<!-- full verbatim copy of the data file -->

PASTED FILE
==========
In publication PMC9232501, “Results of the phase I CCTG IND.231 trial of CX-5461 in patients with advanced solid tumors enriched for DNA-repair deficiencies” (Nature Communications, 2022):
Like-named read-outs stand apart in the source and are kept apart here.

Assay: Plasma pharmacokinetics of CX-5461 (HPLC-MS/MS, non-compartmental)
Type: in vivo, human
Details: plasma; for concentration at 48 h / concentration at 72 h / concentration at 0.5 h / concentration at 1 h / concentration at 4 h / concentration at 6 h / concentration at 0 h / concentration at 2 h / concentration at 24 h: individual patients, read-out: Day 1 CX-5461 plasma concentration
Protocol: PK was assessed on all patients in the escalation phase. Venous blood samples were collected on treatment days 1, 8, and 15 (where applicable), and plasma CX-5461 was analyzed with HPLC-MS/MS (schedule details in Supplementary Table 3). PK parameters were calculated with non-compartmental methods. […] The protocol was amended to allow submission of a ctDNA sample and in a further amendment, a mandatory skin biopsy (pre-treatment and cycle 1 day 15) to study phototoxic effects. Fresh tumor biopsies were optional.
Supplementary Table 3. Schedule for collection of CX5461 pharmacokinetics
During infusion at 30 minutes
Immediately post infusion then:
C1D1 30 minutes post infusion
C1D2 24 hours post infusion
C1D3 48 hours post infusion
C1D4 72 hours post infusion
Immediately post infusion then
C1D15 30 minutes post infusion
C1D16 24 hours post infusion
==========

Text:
In publication PMC9232501, “Results of the phase I CCTG IND.231 trial of CX-5461 in patients with advanced solid tumors enriched for DNA-repair deficiencies” (Nature Communications, 2022):
Like-named read-outs stand apart in the source and are kept apart here.

Assay: Plasma pharmacokinetics of CX-5461 (HPLC-MS/MS, non-compartmental)
Type: in vivo, human
Details: plasma; for concentration at 48 h / concentration at 72 h / concentration at 0.5 h / concentration at 1 h / concentration at 4 h / concentration at 6 h / concentration at 0 h / concentration at 2 h / concentration at 24 h: individual patients, read-out: Day 1 CX-5461 plasma concentration
Protocol: PK was assessed on all patients in the escalation phase. Venous blood samples were collected on treatment days 1, 8, and 15 (where applicable), and plasma CX-5461 was analyzed with HPLC-MS/MS (schedule details in Supplementary Table 3). PK parameters were calculated with non-compartmental methods. […] The protocol was amended to allow submission of a ctDNA sample and in a further amendment, a mandatory skin biopsy (pre-treatment and cycle 1 day 15) to study phototoxic effects. Fresh tumor biopsies were optional.
Supplementary Table 3. Schedule for collection of CX5461 pharmacokinetics
During infusion at 30 minutes
Immediately post infusion then:
C1D1 30 minutes post infusion
C1D2 24 hours post infusion
C1D3 48 hours post infusion
C1D4 72 hours post infusion
Immediately post infusion then
C1D15 30 minutes post infusion
C1D16 24 hours post infusion